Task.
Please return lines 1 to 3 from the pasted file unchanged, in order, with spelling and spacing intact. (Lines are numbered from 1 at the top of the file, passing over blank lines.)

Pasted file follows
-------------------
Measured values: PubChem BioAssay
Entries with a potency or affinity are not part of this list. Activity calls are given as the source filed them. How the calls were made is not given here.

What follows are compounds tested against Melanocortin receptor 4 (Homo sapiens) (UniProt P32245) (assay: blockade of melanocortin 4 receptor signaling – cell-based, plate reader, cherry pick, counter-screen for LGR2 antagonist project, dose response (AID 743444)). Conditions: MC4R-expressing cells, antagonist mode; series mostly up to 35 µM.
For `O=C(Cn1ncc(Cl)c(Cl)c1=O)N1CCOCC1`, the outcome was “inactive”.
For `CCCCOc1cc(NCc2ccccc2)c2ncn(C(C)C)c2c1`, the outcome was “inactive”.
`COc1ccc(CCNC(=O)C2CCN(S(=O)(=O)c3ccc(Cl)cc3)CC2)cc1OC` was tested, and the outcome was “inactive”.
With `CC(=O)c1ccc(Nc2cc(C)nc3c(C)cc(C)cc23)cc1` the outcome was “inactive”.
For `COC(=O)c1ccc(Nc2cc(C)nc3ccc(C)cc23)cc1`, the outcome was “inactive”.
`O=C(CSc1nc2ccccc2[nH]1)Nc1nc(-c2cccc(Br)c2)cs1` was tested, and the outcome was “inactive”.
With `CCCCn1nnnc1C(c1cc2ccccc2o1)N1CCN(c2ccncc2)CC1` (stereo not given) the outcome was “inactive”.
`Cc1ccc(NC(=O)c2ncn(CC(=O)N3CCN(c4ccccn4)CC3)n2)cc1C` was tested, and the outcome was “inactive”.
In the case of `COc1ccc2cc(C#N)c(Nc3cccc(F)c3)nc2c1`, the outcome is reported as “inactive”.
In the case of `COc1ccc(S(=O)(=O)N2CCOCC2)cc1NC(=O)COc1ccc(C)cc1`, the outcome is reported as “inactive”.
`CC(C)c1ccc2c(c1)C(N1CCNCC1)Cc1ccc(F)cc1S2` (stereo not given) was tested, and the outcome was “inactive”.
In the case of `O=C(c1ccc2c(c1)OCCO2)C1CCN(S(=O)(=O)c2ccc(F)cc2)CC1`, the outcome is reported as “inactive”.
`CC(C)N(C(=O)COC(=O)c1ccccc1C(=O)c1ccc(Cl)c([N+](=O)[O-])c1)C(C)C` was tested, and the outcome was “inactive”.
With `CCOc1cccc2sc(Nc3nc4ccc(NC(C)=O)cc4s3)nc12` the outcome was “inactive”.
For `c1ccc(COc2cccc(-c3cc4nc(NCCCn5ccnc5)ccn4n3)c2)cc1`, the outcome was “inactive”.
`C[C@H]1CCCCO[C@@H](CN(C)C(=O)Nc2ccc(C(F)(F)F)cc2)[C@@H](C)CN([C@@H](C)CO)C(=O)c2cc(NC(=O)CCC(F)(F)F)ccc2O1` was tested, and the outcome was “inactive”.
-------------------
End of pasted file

Measured values: PubChem BioAssay
Entries with a potency or affinity are not part of this list. Activity calls are given as the source filed them. How the calls were made is not given here.

What follows are compounds tested against Melanocortin receptor 4 (Homo sapiens) (UniProt P32245) (assay: blockade of melanocortin 4 receptor signaling – cell-based, plate reader, cherry pick, counter-screen for LGR2 antagonist project, dose response (AID 743444)). Conditions: MC4R-expressing cells, antagonist mode; series mostly up to 35 µM.